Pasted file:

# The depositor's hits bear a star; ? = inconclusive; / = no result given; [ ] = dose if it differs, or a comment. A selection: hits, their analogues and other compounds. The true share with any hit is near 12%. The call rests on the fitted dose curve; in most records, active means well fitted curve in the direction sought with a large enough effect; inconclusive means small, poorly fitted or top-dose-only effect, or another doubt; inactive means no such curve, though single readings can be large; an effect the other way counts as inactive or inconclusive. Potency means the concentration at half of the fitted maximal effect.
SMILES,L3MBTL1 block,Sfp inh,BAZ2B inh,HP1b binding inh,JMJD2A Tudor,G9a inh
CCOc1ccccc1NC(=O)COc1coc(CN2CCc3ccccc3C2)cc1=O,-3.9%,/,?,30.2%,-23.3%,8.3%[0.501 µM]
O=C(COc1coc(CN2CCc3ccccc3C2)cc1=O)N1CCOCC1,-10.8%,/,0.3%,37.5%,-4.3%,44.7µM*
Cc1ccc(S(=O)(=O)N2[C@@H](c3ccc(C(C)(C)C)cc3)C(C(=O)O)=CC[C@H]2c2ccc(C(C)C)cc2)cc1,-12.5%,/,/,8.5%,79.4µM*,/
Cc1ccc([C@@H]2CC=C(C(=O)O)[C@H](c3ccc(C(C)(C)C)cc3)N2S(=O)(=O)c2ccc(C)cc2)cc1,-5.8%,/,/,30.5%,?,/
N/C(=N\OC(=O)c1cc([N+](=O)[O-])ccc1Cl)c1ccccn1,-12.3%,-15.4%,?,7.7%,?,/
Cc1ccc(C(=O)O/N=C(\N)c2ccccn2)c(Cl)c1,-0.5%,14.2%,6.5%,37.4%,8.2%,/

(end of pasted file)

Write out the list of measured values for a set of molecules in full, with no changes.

# The depositor's hits bear a star; ? = inconclusive; / = no result given; [ ] = dose if it differs, or a comment. A selection: hits, their analogues and other compounds. The true share with any hit is near 12%. The call rests on the fitted dose curve; in most records, active means well fitted curve in the direction sought with a large enough effect; inconclusive means small, poorly fitted or top-dose-only effect, or another doubt; inactive means no such curve, though single readings can be large; an effect the other way counts as inactive or inconclusive. Potency means the concentration at half of the fitted maximal effect.
SMILES,L3MBTL1 block,Sfp inh,BAZ2B inh,HP1b binding inh,JMJD2A Tudor,G9a inh
CCOc1ccccc1NC(=O)COc1coc(CN2CCc3ccccc3C2)cc1=O,-3.9%,/,?,30.2%,-23.3%,8.3%[0.501 µM]
O=C(COc1coc(CN2CCc3ccccc3C2)cc1=O)N1CCOCC1,-10.8%,/,0.3%,37.5%,-4.3%,44.7µM*
Cc1ccc(S(=O)(=O)N2[C@@H](c3ccc(C(C)(C)C)cc3)C(C(=O)O)=CC[C@H]2c2ccc(C(C)C)cc2)cc1,-12.5%,/,/,8.5%,79.4µM*,/
Cc1ccc([C@@H]2CC=C(C(=O)O)[C@H](c3ccc(C(C)(C)C)cc3)N2S(=O)(=O)c2ccc(C)cc2)cc1,-5.8%,/,/,30.5%,?,/
N/C(=N\OC(=O)c1cc([N+](=O)[O-])ccc1Cl)c1ccccn1,-12.3%,-15.4%,?,7.7%,?,/
Cc1ccc(C(=O)O/N=C(\N)c2ccccn2)c(Cl)c1,-0.5%,14.2%,6.5%,37.4%,8.2%,/